1. A squat jump with the hands behind the head
  2. A counter movement jump using the arms to swing up as the athlete jumps.
  3. The counter movement jump with a step.

If that athlete has a low squat jump we will focus on improving the athlete’s relative strength with dead-lifting or squatting variations, which will improve ground force production.

If the athlete has a low counter movement jump we will add heavy chin up and pull-ups to improve upper body strength and help with the counter swing movement, in addition to lower body work.

And finally a low counter movement jump with a step means we have to focus on improving the stretch reflex through repeated jumps, broad jumps or depth jumps to a box.

Here are five tips that help improve your vertical jump in no particular order. Keep in mind that these are general recommendations. You should be implementing the strength training, plyometric work and mobility work, in your program.

  1. Increase your relative lower body strength.
  2. Improve your hip/posterior chain strength.
  3. Perform body weight jump variations
  4. Improve your hip flexion mobility
  5. Increase your relative upper body pulling strength.

In order to enhance your vertical jump you need to increase the amount of force you produce. The best way to do this is to improve your relative lower body strength.
We use the trap bar deadlift since it is easy to teach and feels natural for the athletes.

We also use squatting variations such as box squats which improves starting strength, since you are pausing on the box and then driving up using your hips.

Training to increase hip/posterior chain strength is essential as hip strength is necessary for a powerful jump. We use glute/ham raises to strengthen the hamstrings and glutes.  We also use hip thrusts and weighted bridges which I learned about from Bret Contreras. The common misconception is that you need to strengthen the quads and calves to jump higher. Unfortunately, this isn’t the case. You will see much greater gains in vertical jump and sprint performance by strengthening the hip complex.

Here’s what a barbell hip thrust looks like.

The video below is an example of some of the plyometric training we perform. We use box jumps and resisted jump training with the vertimax.

In order to integrate your hips and sit back during the loading phase of the jump you must have adequate hip flexor mobility. In fact Joe Defranco, one of the most respected strength coaches in the field insists that stretching out the hip flexors prior to testing your vertical can add some height. He teaches this technique to football players to use at the NFL combine for the jump testing portion.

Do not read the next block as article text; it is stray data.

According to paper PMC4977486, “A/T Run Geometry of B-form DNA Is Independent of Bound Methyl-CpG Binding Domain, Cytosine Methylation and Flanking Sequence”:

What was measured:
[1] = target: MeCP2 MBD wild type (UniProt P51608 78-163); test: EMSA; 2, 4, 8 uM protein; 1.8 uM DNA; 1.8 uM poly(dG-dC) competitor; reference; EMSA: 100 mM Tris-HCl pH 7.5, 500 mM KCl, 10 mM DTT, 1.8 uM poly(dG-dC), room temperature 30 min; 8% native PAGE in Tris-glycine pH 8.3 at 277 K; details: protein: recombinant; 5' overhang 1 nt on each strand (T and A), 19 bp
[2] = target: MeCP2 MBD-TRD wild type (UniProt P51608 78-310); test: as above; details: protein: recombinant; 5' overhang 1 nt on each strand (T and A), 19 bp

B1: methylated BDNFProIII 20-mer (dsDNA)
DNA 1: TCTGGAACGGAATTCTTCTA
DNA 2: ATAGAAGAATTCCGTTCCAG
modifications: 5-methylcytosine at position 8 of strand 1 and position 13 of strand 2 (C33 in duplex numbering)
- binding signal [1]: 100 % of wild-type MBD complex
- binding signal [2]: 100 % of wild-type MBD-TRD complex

Here’s a good hip flexor stretch:

And finally improving relative upper body pulling strength using chin ups and pull-ups will help with the counter movement arm swing portion of the jump. In addition there is also a high correlation between sprinting speed and relative upper body strength with pull-ups.

Add these training ideas into your program and watch your vertical jump improve dramatically.

Train Hard!


Sandbag Clean for Power Development

Posted in Xtreme Tennis Conditioning, Z.S. Training with tags , , , , , , on May 29, 2010 by zenithstrength

The sand bag is a great tool to integrate into your strength and conditioning program for power development. Certain exercises such as power cleans are extremely technical and difficult to teach in a short period of time. However, the sandbag  clean is relatively simple to teach and retains the benefits of integrating triple extension,which is basically an explosive jump, with the added benefit of challenging the athlete’s core stability.

A couple of cues to make sure you are doing these correctly.

1.The start position is your basic dead-lift position. Make sure your low back is flat and your mid-back is tight.

2.Drive through the hips and explosively shrug your shoulders and finish off catch phase.

There are a couple ways to catch the bag. You can rotate the bag as the shown in the video below

or you can literally get under the bag and catch it.

Try them both and see which one you prefer.

As a side note  I recommend that you check out Mark Rippetoe’s book Starting Strength. Its a great instructional resource  how to dead-lift correctly as well teaching other barbell lifts.

Train Hard!


Thoughts on the SV Dirty Legs Spring Trail Run

Posted in Z.S. Training with tags , , , , , , , on May 23, 2010 by zenithstrength

I had the opportunity to work a booth at the South Valley Endurance run, bike, and duathlon,on Sunday with my good friend and Sports Chiropractor Dr. Armen Agacanyan. The majority of the athletes participating were either runners and/or cyclists and as I observed those who came in for some complimentary soft tissue and pre- race tuneups work, I noticed the similarities with some of their issues.

Almost all the athletes who came in had severe mobility restrictions in their hips. Since running is a repetitive motion that heavily taxes the hip flexors I wasn’t  surprised that they were tight after assessing them, but alarmed that very little was done to address those  issues through soft tissue/foam roller work, dynamic warmups and post race stretching in their training regimens.

The other alarming trend was almost everyone who came had ankle mobility restriction. I watched as Dr Armen, dug into their calves with the graston tool, also know as the torture device for the intense pain it causes, to help open up the soft tissue restriction and improve ankle mobility.

So here’s my point from these two observations.

If you are a competitive endurance athlete, and want to be relatively injury free you need to address ankle mobility and hip mobility issues. Everything starts with proper foot mechanics and if there is dysfunction in the ankle its only going to cause more issues up the kinetic chain to the knees, hips and low back.

Endurance athletes also need to strengthen the hips, especially the glute medius, which helps to stabilize the hip and knee while running, reducing the risk of knee tendonopathy issues.

If you are a competitive endurance athlete I would highly recommend going to a qualified strength coach to get assessed making sure any potential injury issues are addressed through prehabilitation and working with the coach so he/she can tailor a program to meet your competitive goals.

In Strength,